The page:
By Heather Brown

MINNEAPOLIS (WCCO) — Spend 15 minutes in pool, a bath or washing dishes and your fingers and toes look like prunes.

That has Emily from Arden Hills wanting to know: Why do they get wrinkly in the water? Good Question.

It used to be that people thought fingers and toes swelled up with water. The theory was the outer most layer of skin would absorb the extra water, but the layer underneath would not. Given those two layers of skin are tightly connected, the top layer would wrinkle. It was kind of like having a king-sized sheet on a queen matress.

But, in 2010, some cognition researchers suggested that the waterlogged theory might not be the whole story.

For decades, researchers have known the wrinkling phenomenon doesn’t happen to people with nerve damage in their fingers.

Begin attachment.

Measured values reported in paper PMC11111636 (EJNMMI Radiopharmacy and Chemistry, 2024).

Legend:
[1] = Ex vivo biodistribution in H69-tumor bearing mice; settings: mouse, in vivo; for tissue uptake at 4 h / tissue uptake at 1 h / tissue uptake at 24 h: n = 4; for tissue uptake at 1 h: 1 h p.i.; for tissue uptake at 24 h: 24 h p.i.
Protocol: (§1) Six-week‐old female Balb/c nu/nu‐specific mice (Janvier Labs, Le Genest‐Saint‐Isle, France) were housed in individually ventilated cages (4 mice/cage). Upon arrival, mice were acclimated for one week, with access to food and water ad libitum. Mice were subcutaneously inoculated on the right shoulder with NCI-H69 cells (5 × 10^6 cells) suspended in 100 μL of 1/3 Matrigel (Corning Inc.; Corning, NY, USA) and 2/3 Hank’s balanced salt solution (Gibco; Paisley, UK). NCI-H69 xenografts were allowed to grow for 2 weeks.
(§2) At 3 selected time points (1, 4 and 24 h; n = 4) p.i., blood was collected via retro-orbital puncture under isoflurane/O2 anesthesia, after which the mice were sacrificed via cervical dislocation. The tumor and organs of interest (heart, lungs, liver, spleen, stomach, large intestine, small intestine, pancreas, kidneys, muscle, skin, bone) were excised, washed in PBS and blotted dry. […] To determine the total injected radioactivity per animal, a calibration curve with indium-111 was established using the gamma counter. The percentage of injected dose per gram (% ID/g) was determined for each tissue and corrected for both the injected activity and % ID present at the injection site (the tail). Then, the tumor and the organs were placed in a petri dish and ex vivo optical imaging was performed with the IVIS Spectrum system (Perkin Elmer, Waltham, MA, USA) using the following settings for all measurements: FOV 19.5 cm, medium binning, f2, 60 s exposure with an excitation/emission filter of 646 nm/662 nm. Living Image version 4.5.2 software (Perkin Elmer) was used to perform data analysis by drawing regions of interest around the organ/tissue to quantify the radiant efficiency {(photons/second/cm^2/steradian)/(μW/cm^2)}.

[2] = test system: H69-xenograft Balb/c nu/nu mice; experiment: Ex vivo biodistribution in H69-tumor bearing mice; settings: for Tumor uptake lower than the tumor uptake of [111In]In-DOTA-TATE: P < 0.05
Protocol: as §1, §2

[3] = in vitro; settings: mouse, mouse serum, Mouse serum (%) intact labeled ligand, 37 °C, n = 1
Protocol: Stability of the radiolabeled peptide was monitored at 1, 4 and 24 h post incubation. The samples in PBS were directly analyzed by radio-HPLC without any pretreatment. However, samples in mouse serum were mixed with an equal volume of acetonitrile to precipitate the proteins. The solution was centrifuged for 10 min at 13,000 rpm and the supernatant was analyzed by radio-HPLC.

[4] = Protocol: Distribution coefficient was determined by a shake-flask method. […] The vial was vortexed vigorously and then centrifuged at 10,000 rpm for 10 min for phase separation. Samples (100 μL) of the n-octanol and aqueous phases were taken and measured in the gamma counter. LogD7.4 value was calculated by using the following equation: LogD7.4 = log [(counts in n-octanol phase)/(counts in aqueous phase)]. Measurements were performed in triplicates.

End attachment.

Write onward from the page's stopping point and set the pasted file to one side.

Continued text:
So, Mark Changizi, director of human cognition at 2AI, wondered why. His theory, along with fellow researchers, was based in evolution. They suggested these wrinkles are like the treads found in tires or shoes and would allow people who are wet to grip objects more effectively.

That research suggests the nervous system causes the wrinkly by constricting the blood vessels below the skin, which makes the upper levels of skin pucker up. That could make it easier to walk in the rain or gather food when it’s wet.

“Far from an embarrassing mistake, wet wrinkled fingers are yet another testament to biology’s brilliance,” wrote in a 2011 Forbes article explaining his research.

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